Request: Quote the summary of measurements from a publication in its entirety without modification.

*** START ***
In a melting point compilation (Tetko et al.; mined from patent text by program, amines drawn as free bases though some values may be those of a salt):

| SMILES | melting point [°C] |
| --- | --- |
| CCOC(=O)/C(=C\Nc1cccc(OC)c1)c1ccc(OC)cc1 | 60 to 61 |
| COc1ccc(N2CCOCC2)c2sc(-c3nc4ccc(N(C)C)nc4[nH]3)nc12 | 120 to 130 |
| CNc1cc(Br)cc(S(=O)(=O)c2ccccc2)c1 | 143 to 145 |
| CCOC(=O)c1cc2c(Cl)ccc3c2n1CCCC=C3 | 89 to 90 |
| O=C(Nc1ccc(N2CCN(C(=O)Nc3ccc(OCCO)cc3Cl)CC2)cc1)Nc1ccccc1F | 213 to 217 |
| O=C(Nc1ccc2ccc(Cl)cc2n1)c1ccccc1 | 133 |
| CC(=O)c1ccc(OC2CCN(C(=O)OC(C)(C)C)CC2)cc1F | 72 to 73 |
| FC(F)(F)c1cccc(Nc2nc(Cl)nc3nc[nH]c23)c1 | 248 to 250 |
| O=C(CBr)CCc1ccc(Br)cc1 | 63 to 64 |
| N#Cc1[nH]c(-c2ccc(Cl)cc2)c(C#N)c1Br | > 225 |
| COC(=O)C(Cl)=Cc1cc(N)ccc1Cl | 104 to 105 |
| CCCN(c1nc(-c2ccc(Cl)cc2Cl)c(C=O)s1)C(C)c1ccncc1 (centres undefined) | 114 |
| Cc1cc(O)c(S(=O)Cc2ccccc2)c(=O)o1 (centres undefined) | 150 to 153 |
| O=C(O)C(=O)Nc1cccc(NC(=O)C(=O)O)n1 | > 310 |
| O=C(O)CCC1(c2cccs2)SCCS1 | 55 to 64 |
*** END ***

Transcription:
In a melting point compilation (Tetko et al.; mined from patent text by program, amines drawn as free bases though some values may be those of a salt):

| SMILES | melting point [°C] |
| --- | --- |
| CCOC(=O)/C(=C\Nc1cccc(OC)c1)c1ccc(OC)cc1 | 60 to 61 |
| COc1ccc(N2CCOCC2)c2sc(-c3nc4ccc(N(C)C)nc4[nH]3)nc12 | 120 to 130 |
| CNc1cc(Br)cc(S(=O)(=O)c2ccccc2)c1 | 143 to 145 |
| CCOC(=O)c1cc2c(Cl)ccc3c2n1CCCC=C3 | 89 to 90 |
| O=C(Nc1ccc(N2CCN(C(=O)Nc3ccc(OCCO)cc3Cl)CC2)cc1)Nc1ccccc1F | 213 to 217 |
| O=C(Nc1ccc2ccc(Cl)cc2n1)c1ccccc1 | 133 |
| CC(=O)c1ccc(OC2CCN(C(=O)OC(C)(C)C)CC2)cc1F | 72 to 73 |
| FC(F)(F)c1cccc(Nc2nc(Cl)nc3nc[nH]c23)c1 | 248 to 250 |
| O=C(CBr)CCc1ccc(Br)cc1 | 63 to 64 |
| N#Cc1[nH]c(-c2ccc(Cl)cc2)c(C#N)c1Br | > 225 |
| COC(=O)C(Cl)=Cc1cc(N)ccc1Cl | 104 to 105 |
| CCCN(c1nc(-c2ccc(Cl)cc2Cl)c(C=O)s1)C(C)c1ccncc1 (centres undefined) | 114 |
| Cc1cc(O)c(S(=O)Cc2ccccc2)c(=O)o1 (centres undefined) | 150 to 153 |
| O=C(O)C(=O)Nc1cccc(NC(=O)C(=O)O)n1 | > 310 |
| O=C(O)CCC1(c2cccs2)SCCS1 | 55 to 64 |